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About this product
- DescriptionThis book presents an invative investigation of the policies of the Indian Congress during the late colonial period. Departing from the existing historiography of Indian nationalism, it analyses the extent to which Congress elites engaged in processes intended to foster nation-building in India. Rejecting the long-standing premise that the Congress primarily sought to generate a national identity, the author hypothesizes that Congress elites kwingly grappled with the creation of a national governmentality. He argues that they distanced themselves from lethargic nation-building exercises and instead opted to support more practical and more feasible state-building efforts. Accordingly, this book shows that Congress elites constructed the institutions that would enable Indians to govern themselves after India's liberation from British imperialism. It presents evidence which shows that Congress elites began to perceive themselves and their organization as an emerging post-colonial state.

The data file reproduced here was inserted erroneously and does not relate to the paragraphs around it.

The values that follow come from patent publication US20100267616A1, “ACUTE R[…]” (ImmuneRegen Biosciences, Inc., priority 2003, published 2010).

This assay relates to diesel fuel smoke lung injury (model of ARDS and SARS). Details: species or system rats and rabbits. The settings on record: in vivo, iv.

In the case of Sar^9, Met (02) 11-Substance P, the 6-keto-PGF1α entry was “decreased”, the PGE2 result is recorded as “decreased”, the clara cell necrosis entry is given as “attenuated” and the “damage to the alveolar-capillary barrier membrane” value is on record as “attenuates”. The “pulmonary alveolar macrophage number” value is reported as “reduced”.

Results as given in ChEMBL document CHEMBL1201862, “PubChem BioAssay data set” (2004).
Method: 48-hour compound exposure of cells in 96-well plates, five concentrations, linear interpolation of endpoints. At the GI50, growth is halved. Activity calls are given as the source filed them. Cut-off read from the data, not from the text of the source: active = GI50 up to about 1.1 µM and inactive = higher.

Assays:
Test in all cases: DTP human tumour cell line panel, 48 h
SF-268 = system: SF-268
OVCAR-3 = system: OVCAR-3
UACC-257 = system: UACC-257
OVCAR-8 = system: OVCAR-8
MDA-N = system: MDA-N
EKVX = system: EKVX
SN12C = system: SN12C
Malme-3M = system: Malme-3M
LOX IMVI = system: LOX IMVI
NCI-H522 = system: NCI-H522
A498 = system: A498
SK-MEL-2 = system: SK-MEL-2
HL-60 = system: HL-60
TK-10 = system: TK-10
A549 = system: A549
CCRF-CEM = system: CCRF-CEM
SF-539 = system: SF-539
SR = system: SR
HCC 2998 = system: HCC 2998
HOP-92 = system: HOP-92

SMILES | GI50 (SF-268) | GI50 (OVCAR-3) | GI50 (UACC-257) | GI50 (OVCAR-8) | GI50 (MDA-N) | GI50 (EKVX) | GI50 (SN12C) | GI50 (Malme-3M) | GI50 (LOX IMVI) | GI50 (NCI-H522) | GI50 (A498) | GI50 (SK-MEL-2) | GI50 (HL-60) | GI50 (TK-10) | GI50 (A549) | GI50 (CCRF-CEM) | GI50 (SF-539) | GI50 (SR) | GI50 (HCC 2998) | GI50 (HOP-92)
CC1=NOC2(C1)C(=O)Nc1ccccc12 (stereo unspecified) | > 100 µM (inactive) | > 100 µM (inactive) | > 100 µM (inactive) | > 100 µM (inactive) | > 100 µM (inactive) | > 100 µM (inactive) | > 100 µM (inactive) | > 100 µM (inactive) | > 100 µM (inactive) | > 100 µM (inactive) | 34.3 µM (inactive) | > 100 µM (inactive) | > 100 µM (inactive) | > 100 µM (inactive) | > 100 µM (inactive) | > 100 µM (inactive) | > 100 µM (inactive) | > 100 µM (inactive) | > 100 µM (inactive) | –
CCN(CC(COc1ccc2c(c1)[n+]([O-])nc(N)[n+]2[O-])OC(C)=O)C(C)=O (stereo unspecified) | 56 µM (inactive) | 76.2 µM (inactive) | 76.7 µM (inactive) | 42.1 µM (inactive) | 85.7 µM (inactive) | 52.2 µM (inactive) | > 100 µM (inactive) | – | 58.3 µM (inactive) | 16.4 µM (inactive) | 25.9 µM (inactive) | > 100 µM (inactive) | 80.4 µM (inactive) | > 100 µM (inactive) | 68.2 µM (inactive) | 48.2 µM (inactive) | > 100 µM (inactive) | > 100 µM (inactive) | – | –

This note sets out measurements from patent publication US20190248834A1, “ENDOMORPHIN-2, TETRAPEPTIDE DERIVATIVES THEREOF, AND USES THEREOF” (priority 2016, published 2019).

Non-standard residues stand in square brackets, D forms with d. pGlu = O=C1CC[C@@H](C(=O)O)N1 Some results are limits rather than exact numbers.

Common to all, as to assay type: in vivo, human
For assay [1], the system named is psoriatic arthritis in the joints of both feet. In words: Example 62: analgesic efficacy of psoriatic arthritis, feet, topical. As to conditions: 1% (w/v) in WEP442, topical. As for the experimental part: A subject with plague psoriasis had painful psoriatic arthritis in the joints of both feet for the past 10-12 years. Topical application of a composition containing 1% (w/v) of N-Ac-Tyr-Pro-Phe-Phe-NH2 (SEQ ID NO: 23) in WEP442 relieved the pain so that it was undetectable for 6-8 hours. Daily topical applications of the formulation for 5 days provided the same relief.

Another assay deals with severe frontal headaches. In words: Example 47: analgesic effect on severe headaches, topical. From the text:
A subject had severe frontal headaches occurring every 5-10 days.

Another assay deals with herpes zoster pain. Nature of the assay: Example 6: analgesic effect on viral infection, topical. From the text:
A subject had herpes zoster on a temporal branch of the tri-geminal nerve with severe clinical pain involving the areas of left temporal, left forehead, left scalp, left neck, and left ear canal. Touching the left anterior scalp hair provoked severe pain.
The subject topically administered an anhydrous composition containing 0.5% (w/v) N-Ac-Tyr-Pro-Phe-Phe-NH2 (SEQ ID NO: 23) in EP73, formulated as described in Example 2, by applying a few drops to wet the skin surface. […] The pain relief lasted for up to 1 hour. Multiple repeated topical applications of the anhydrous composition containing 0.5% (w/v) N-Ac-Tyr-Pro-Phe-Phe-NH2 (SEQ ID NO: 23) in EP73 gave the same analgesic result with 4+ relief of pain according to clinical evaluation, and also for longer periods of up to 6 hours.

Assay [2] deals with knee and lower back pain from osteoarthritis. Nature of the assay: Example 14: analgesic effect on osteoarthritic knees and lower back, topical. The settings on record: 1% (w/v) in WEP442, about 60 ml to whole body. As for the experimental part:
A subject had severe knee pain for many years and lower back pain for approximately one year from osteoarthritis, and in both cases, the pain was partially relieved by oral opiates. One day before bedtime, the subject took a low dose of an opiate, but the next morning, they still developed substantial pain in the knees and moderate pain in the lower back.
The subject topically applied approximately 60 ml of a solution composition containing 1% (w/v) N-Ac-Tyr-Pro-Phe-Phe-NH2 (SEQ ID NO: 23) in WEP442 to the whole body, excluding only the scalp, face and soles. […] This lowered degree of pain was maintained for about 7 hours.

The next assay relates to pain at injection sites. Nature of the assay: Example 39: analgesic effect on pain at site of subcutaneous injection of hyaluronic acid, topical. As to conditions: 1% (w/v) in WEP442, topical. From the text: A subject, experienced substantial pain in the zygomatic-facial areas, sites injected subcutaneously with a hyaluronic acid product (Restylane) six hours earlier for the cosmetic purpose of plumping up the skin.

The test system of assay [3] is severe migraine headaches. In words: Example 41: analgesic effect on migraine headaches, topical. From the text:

- Author BiographyWilliam F. Kuracina is Assistant Professor of History at Texas A&M University-Commerce. His research interest is Indian nationalism and, more broadly, the history of South Asia and the British Empire.
- Author(s)William F. Kuracina
- PublisherTaylor & Francis Ltd
- Date of Publication17/03/2010
- SubjectRegional History
- Series TitleRoutledge Studies in South Asian History
- Place of PublicationLondon
- Country of PublicationUnited Kingdom
- Content NoteIllustrations
- Weight521 g
- Width156 mm
- Height234 mm
- Spine23 mm
- Format DetailsPaper over boards
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